September 26, 2011

Senate Endorsement of NIH Translational Science Focus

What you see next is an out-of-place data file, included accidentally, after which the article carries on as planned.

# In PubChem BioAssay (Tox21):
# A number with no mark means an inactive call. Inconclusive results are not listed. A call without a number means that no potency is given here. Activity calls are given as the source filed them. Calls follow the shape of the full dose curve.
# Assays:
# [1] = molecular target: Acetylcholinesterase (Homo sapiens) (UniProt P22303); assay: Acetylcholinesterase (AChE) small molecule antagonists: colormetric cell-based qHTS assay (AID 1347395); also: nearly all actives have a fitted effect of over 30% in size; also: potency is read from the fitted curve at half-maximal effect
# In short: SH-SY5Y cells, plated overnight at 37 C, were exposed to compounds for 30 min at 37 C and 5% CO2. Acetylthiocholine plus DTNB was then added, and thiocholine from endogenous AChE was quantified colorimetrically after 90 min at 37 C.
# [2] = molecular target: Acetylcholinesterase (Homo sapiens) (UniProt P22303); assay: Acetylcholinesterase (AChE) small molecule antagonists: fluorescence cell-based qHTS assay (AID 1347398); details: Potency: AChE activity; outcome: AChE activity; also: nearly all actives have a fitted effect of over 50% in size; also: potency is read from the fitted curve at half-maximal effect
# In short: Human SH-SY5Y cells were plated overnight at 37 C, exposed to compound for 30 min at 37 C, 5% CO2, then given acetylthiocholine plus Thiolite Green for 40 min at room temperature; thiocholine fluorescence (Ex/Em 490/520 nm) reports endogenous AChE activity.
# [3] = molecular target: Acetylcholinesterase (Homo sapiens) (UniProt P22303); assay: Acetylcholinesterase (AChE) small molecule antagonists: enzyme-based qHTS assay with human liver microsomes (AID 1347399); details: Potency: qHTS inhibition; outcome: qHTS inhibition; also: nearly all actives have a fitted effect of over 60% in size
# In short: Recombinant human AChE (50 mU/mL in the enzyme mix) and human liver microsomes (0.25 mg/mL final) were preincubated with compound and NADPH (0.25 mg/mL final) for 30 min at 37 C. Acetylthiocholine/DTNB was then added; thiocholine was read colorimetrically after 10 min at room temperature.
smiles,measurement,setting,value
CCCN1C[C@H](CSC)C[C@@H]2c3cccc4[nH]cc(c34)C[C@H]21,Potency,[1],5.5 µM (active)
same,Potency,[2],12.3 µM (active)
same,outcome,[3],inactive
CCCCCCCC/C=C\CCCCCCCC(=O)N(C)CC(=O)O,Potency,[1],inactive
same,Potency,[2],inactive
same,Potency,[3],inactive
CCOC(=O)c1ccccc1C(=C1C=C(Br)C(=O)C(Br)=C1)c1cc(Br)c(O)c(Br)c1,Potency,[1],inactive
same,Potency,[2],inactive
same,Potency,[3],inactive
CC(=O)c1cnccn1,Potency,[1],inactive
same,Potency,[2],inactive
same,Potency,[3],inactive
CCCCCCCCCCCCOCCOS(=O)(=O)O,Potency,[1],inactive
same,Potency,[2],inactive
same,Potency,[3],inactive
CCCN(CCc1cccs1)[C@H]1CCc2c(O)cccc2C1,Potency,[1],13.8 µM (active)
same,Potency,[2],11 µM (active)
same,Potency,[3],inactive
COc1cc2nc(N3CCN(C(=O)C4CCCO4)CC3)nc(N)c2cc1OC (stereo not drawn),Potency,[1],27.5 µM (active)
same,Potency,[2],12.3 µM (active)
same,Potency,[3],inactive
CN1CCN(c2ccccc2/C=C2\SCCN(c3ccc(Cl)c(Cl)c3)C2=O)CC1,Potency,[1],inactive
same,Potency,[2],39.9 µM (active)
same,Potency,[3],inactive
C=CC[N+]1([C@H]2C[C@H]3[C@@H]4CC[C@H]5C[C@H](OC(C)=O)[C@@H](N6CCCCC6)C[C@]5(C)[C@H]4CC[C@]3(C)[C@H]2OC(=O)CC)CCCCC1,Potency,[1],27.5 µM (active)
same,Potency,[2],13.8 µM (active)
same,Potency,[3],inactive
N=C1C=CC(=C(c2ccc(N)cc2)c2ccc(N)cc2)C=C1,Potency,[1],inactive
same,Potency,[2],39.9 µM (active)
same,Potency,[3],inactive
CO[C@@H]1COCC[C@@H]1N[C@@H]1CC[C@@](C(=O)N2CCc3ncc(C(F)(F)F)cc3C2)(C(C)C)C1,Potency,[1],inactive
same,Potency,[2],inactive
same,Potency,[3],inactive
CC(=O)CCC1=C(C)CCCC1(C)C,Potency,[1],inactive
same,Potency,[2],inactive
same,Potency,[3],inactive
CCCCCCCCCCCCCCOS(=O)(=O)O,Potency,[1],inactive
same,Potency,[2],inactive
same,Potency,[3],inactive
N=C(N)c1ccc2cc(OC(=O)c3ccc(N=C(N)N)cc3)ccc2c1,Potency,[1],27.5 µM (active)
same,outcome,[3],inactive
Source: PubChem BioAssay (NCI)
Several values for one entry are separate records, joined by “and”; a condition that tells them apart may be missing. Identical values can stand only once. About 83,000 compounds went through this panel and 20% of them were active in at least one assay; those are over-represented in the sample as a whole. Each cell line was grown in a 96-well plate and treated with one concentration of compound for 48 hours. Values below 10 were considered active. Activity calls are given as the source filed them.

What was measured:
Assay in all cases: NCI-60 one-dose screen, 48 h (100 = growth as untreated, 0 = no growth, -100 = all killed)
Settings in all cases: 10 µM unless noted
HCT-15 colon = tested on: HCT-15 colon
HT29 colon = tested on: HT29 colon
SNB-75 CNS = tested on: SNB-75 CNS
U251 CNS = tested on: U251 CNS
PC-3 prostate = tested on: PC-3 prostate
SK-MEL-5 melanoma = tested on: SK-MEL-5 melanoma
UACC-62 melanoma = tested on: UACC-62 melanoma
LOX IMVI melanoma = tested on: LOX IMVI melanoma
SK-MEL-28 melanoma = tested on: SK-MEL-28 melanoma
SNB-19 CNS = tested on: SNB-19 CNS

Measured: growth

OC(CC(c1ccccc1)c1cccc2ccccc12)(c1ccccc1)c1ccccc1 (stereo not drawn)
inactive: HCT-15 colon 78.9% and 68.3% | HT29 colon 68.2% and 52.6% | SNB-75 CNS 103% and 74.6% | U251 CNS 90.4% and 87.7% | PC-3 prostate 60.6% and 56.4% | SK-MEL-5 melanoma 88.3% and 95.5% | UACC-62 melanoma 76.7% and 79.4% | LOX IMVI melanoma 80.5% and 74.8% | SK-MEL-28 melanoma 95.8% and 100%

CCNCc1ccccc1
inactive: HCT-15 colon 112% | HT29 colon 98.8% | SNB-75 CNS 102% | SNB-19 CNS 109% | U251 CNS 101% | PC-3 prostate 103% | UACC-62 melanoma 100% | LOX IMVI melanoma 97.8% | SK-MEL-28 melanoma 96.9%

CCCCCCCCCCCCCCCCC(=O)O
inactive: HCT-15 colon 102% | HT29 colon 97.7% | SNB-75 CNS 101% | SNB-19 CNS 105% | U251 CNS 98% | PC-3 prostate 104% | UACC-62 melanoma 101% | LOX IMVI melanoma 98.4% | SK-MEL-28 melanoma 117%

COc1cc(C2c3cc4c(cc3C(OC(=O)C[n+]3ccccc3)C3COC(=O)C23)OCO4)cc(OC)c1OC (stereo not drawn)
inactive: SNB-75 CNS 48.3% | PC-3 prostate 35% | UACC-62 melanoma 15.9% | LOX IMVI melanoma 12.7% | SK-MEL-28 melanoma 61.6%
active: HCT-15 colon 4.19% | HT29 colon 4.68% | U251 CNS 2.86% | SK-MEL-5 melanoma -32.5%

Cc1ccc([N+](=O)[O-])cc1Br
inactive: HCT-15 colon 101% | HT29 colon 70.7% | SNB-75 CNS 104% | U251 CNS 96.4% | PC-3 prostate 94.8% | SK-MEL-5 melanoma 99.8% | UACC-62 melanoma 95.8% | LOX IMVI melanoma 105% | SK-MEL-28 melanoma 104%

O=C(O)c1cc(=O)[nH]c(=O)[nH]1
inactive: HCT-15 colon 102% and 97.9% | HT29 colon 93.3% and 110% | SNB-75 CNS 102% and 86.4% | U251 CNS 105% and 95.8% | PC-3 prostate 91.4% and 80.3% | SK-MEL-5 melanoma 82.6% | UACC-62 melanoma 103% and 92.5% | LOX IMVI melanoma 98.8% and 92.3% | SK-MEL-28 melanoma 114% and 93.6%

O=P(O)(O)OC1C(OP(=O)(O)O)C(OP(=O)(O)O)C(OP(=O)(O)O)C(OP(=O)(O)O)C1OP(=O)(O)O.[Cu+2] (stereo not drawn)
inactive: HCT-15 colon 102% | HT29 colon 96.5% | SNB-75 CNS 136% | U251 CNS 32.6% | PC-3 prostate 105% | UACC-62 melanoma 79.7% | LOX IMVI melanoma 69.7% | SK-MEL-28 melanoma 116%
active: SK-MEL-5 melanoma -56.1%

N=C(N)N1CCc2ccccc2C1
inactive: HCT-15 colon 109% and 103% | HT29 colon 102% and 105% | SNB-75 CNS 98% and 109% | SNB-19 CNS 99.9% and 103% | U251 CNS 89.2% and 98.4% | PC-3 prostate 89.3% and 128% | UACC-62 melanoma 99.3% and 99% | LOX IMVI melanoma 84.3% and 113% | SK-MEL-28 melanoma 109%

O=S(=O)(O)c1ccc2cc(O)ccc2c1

The Senate Appropriations Committee has centered on the funding level for NIH in the coming 2012 fiscal year: $30.5 billion.  This near-maintenance of 2011-level funding is useful to note in the current climate of budget-cutting, but the committee also endorsed some specific NIH proposals within the appropriation.  NIH has sought to establish the National Center for Advancing Translational Sciences (NCATS) as a new center within the NIH enterprise, which will will "strive to reengineer the process of developing drugs, diagnostics, and devices."  This has been strongly advocated by NIH Director Francis Collins, who published his argument for a more aggressive role for NIH, noting  "the triple frustrations of long timelines, steep costs, and high failure rates bedevil the translational pathway. he average length of time from target discovery to approval of a new drug currently averages ~13 years, the failure rate exceeds 95%, and the cost per successful drug exceeds $1 billion, after ad­justing for all of the failures."  In shorthand, this push attempts to reduce the classic bench to bedside translation of medical discoveries, and identify the translation process itself as ripe for innovation.  The Senate bill creates the new center; additionally, it authorizes $20 million for a new program, the Cures Acceleration Network (CAN), which grants the Director wide latitude to distribute funds targeted at "High Need Cures." CAN was supported by then-Senator Arlen Spector, who specifically noted the need for efforts to speed up treatments for "cancer, autism, Parkinson's, Alzheimer's, and diabetes" - and embedded its establishment within the Patient Protection and Affordable Care Act in 2009 (health reform bill). Both of these NIH initiatives are likely headed for approval, with the end result being that frustrations with the lab to market pipeline could increasingly lead to novel interventions by the federal research institutes, which cannot per se "go to market" but which can target speed bumps that prevent promising federally funded research discoveries from leaving the laboratory.  It's a recognition of a larger mission for federal science authorities - to ensure that the science that taxpayers are purchasing is actualized in usable form.

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